Share at Halloween or use as an example of playing with chants and rhymes. Perhaps this title will inspire many magical...

When gloomy weather threatens the Witch Parade, young Delia tries out various spells to change the weather.

As Delia swoops in for the Halloween event, the rain is “positively pouring buckets,” so Delia brandishes her wand declaring, “It’s raining, it’s pouring, / but raindrops are BORING. / Change the rainfall on my head. / Make it CATS and DOGS instead!” Though at first they enjoy the adorable animals falling from the sky, the witches soon begin to grumble again. Delia summons further odd pairings from above, such as hats and clogs as well as bats and frogs. But nothing seems to work to keep everyone happy. Delia decides to cast one more spell—to return things to the way they were. Her chant brings back the rain, and the parade proceeds to the delight of all. “The floats began to float. The marching band learned synchronized swimming.” All is well, but the final page turn reveals a future weather conundrum. Colby’s playful spells encourage interactive participation, while repetition of key phrases adds a pleasing rhythm. Henry also gets the illustrations right, with mostly gray tones punctuated by muted greens, purples, and orange to display the kindly coven of green-skinned gals hovering on their brooms.

Share at Halloween or use as an example of playing with chants and rhymes. Perhaps this title will inspire many magical spells. (Picture book. 4-7)

Pub Date: Aug. 11, 2015

ISBN: 978-1-250-04992-6

Page Count: 32

Publisher: Feiwel & Friends

Review Posted Online: July 14, 2015

Kirkus Reviews Issue: Aug. 1, 2015


As ephemeral as a valentine.

Daywalt and Jeffers’ wandering crayons explore love.

Each double-page spread offers readers a vision of one of the anthropomorphic crayons on the left along with the statement “Love is [color].” The word love is represented by a small heart in the appropriate color. Opposite, childlike crayon drawings explain how that color represents love. So, readers learn, “love is green. / Because love is helpful.” The accompanying crayon drawing depicts two alligators, one holding a recycling bin and the other tossing a plastic cup into it, offering readers two ways of understanding green. Some statements are thought-provoking: “Love is white. / Because sometimes love is hard to see,” reaches beyond the immediate image of a cat’s yellow eyes, pink nose, and black mouth and whiskers, its white face and body indistinguishable from the paper it’s drawn on, to prompt real questions. “Love is brown. / Because sometimes love stinks,” on the other hand, depicted by a brown bear standing next to a brown, squiggly turd, may provoke giggles but is fundamentally a cheap laugh. Some of the color assignments have a distinctly arbitrary feel: Why is purple associated with the imagination and pink with silliness? Fans of The Day the Crayons Quit (2013) hoping for more clever, metaliterary fun will be disappointed by this rather syrupy read.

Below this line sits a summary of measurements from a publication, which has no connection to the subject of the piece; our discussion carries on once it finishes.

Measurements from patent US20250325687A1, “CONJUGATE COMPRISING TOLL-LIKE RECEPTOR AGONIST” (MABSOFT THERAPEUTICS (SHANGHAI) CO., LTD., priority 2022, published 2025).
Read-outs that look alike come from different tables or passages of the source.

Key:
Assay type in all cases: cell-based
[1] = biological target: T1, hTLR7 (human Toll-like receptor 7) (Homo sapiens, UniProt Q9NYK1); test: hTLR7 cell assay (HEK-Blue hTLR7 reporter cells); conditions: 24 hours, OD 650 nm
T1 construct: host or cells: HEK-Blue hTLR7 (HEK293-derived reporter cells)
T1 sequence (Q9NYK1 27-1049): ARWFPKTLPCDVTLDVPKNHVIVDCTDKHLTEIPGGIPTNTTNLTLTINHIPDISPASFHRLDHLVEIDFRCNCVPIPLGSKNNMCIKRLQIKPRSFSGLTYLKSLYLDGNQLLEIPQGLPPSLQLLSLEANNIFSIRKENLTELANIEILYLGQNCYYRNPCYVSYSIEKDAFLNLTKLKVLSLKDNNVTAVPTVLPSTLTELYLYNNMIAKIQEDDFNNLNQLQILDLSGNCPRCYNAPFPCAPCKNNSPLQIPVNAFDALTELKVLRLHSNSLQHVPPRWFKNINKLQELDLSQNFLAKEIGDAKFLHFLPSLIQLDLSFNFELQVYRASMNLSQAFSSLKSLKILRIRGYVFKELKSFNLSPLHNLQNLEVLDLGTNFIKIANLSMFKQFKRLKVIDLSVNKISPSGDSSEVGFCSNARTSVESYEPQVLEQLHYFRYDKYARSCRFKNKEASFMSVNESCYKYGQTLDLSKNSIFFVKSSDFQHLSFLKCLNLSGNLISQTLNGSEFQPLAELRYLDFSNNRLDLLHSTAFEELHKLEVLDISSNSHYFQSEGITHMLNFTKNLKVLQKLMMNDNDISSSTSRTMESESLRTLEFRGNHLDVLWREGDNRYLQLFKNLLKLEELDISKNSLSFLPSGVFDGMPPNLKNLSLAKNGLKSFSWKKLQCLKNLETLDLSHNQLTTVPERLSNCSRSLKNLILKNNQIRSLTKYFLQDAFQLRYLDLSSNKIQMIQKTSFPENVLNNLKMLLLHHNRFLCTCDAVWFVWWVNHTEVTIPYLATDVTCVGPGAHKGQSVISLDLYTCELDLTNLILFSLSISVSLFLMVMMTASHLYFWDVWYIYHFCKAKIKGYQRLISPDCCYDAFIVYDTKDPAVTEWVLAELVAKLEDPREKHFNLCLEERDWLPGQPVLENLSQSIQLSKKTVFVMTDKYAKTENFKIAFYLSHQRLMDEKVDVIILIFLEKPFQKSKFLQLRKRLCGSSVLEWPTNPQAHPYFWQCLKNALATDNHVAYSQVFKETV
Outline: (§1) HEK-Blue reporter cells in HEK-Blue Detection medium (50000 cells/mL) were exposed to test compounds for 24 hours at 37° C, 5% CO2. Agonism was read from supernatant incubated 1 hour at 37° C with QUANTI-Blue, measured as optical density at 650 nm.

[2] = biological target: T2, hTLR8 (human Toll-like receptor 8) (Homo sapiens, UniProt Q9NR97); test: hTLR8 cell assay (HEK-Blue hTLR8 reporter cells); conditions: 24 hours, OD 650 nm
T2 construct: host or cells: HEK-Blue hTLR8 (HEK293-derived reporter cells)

As ephemeral as a valentine. (Picture book. 4-6)

Pub Date: Dec. 24, 2019

ISBN: 978-1-5247-9268-8

Page Count: 32

Publisher: Penguin Workshop

Review Posted Online: Feb. 1, 2021


From the How To Catch… series

This bunny escapes all the traps but fails to find a logical plot or an emotional connection with readers.

The bestselling series (How to Catch an Elf, 2016, etc.) about capturing mythical creatures continues with a story about various ways to catch the Easter Bunny as it makes its annual deliveries.

The bunny narrates its own story in rhyming text, beginning with an introduction at its office in a manufacturing facility that creates Easter eggs and candy. The rabbit then abruptly takes off on its delivery route with a tiny basket of eggs strapped to its back, immediately encountering a trap with carrots and a box propped up with a stick. The narrative focuses on how the Easter Bunny avoids increasingly complex traps set up to catch him with no explanation as to who has set the traps or why. These traps include an underground tunnel, a fluorescent dance floor with a hidden pit of carrots, a robot bunny, pirates on an island, and a cannon that shoots candy fish, as well as some sort of locked, hazardous site with radiation danger. Readers of previous books in the series will understand the premise, but others will be confused by the rabbit’s frenetic escapades. Cartoon-style illustrations have a 1960s vibe, with a slightly scary, bow-tied bunny with chartreuse eyes and a glowing palette of neon shades that shout for attention.

This bunny escapes all the traps but fails to find a logical plot or an emotional connection with readers. (Picture book. 4-7)

Pub Date: Feb. 1, 2017

ISBN: 978-1-4926-3817-9

Page Count: 40

Publisher: Sourcebooks Jabberwocky

Review Posted Online: Jan. 16, 2017

Kirkus Reviews Issue: Feb. 1, 2017

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